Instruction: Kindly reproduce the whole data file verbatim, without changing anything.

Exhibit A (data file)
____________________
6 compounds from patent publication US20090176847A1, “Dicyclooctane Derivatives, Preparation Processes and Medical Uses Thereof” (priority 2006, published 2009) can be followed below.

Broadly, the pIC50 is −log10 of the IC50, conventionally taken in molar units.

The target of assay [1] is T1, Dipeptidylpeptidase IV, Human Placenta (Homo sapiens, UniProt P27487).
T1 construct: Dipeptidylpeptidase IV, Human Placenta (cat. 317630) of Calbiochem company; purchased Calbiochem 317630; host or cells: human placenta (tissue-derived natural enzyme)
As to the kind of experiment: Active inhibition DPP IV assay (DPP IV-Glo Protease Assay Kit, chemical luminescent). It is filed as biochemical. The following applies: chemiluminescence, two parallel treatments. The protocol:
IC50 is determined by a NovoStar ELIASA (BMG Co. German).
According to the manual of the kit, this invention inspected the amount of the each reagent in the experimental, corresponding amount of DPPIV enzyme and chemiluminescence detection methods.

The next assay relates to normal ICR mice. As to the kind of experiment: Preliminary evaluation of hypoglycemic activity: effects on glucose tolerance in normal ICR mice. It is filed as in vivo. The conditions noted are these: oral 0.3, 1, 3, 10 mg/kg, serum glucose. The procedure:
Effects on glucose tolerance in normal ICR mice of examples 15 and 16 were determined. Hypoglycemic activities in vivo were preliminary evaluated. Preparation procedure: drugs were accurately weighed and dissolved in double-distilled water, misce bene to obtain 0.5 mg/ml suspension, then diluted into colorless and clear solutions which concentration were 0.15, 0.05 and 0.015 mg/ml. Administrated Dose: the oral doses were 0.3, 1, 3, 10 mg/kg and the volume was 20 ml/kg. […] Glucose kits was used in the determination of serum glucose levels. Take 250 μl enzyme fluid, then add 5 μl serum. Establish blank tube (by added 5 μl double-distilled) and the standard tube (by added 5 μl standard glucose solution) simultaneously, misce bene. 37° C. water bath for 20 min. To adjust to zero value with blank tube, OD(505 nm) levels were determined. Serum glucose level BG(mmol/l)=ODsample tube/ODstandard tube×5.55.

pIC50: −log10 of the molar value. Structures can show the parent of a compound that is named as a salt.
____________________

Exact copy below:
6 compounds from patent publication US20090176847A1, “Dicyclooctane Derivatives, Preparation Processes and Medical Uses Thereof” (priority 2006, published 2009) can be followed below.

Broadly, the pIC50 is −log10 of the IC50, conventionally taken in molar units.

The target of assay [1] is T1, Dipeptidylpeptidase IV, Human Placenta (Homo sapiens, UniProt P27487).
T1 construct: Dipeptidylpeptidase IV, Human Placenta (cat. 317630) of Calbiochem company; purchased Calbiochem 317630; host or cells: human placenta (tissue-derived natural enzyme)
As to the kind of experiment: Active inhibition DPP IV assay (DPP IV-Glo Protease Assay Kit, chemical luminescent). It is filed as biochemical. The following applies: chemiluminescence, two parallel treatments. The protocol:
IC50 is determined by a NovoStar ELIASA (BMG Co. German).
According to the manual of the kit, this invention inspected the amount of the each reagent in the experimental, corresponding amount of DPPIV enzyme and chemiluminescence detection methods.

The next assay relates to normal ICR mice. As to the kind of experiment: Preliminary evaluation of hypoglycemic activity: effects on glucose tolerance in normal ICR mice. It is filed as in vivo. The conditions noted are these: oral 0.3, 1, 3, 10 mg/kg, serum glucose. The procedure:
Effects on glucose tolerance in normal ICR mice of examples 15 and 16 were determined. Hypoglycemic activities in vivo were preliminary evaluated. Preparation procedure: drugs were accurately weighed and dissolved in double-distilled water, misce bene to obtain 0.5 mg/ml suspension, then diluted into colorless and clear solutions which concentration were 0.15, 0.05 and 0.015 mg/ml. Administrated Dose: the oral doses were 0.3, 1, 3, 10 mg/kg and the volume was 20 ml/kg. […] Glucose kits was used in the determination of serum glucose levels. Take 250 μl enzyme fluid, then add 5 μl serum. Establish blank tube (by added 5 μl double-distilled) and the standard tube (by added 5 μl standard glucose solution) simultaneously, misce bene. 37° C. water bath for 20 min. To adjust to zero value with blank tube, OD(505 nm) levels were determined. Serum glucose level BG(mmol/l)=ODsample tube/ODstandard tube×5.55.

pIC50: −log10 of the molar value. Structures can show the parent of a compound that is named as a salt.